Saab North America acknowledged that the chances were exceptionally slim, but it hoped to avoid bankruptcy long enough to give another company a chance to buy it. Shortly after Saab NA appointed a third-party administrator, McTevia & Associates, it was decided there was no way to save the company short of liquidation, and on January 23, the administrator announced plans to file for Chapter 7 bankruptcy.
But Saab NA was beat to the filing by a group of 162 out of the 188 Saab dealers, who filed for involuntary Chapter 11 bankruptcy in Delaware. The dealers said last week they were going to file for Chapter 7, but instead chose Chapter 11 because of its lower costs and in case China’s Youngman or Turkey’s Brightwell Holding’s bid for Saab NA’s parent succeeds and they want to restart operations here. The document was filed in Delaware because the dealer body feels they’ll get better hearing “further away from Detroit.” Dealers also wanted the force of court orders to back up any decisions made, not that of a third-party administrator.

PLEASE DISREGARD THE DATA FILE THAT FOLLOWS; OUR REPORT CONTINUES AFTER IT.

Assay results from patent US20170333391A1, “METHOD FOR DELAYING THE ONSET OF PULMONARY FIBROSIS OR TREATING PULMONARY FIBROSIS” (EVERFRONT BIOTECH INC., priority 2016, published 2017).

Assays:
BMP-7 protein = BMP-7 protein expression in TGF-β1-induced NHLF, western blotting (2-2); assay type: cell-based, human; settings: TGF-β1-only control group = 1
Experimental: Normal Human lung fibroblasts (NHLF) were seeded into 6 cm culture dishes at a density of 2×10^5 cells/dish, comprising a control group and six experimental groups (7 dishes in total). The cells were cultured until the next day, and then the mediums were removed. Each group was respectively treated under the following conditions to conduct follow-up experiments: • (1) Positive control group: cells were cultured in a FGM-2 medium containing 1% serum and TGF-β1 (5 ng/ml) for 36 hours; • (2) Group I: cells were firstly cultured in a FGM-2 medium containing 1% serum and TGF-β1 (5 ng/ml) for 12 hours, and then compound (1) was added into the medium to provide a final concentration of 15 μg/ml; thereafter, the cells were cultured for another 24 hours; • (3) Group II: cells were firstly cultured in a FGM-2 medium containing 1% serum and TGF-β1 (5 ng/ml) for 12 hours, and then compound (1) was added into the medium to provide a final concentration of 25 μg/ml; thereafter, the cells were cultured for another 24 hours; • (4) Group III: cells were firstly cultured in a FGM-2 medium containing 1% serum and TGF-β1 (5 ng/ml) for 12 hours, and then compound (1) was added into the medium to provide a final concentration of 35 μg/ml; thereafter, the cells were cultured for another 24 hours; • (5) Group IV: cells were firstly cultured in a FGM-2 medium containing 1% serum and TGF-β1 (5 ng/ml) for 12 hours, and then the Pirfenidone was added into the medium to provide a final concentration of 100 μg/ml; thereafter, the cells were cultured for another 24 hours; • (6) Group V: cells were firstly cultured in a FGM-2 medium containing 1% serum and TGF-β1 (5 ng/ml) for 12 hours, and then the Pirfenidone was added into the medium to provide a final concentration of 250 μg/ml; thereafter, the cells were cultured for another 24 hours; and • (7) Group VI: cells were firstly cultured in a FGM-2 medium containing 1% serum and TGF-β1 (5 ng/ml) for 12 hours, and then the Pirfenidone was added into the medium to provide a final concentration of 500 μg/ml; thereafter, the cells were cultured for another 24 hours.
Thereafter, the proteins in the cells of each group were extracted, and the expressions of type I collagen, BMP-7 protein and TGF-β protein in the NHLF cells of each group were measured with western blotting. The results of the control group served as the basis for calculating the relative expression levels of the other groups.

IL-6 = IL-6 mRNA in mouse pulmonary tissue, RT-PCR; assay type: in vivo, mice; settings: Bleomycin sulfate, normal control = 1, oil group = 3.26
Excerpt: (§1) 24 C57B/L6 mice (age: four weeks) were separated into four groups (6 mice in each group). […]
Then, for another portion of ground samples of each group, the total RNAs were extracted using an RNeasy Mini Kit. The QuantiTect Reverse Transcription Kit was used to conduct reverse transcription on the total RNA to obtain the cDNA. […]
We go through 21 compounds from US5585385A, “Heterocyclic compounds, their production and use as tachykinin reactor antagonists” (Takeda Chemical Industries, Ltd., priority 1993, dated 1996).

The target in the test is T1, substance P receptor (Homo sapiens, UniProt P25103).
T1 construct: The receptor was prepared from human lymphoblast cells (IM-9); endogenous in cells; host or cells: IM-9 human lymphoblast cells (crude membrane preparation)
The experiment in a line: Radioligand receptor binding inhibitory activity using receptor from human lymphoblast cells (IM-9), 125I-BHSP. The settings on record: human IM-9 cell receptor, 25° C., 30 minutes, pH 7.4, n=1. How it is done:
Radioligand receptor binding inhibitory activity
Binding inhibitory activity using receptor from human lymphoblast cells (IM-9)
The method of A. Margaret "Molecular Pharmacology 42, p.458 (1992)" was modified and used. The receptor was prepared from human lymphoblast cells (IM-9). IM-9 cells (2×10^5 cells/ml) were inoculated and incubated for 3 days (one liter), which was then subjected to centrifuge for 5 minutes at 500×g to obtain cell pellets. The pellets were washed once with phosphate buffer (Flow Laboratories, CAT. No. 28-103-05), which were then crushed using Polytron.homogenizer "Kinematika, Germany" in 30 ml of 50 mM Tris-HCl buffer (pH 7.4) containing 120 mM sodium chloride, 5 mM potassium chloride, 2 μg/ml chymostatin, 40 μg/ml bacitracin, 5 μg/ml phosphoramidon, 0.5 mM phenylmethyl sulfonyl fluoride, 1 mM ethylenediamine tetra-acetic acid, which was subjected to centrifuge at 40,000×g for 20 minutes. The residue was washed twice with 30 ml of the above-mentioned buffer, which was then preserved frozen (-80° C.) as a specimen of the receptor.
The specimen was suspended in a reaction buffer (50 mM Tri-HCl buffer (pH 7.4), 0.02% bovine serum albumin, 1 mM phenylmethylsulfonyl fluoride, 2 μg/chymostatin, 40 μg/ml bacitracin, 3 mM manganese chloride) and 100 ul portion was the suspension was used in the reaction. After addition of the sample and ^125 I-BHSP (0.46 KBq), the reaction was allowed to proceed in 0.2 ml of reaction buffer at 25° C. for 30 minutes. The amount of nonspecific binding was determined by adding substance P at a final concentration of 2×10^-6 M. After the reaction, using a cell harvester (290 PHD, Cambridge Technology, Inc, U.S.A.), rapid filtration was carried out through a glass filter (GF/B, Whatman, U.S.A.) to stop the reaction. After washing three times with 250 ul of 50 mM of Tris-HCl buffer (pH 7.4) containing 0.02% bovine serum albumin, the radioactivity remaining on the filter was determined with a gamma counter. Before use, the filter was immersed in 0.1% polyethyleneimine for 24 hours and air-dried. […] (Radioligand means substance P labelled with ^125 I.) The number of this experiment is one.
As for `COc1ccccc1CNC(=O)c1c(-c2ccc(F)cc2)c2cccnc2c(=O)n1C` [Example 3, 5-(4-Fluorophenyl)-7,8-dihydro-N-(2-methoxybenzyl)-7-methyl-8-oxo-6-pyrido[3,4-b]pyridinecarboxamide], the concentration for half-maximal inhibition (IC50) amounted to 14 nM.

Underneath all the legal machinations, though, if estimates from Saab NA dealer attorney Leonard Bellavia are accurate, then the parties could emerge without getting financially kneecapped. When McTevia announced its plan to file, Bellavia suggested that Saab NA’s liabilities were $10.5 million and assets at between $75 million and $125 million. With no more parts on the way and 2,400 cars on lots, McTevia had earlier said that the parts distribution business is “the only meaningful asset.”
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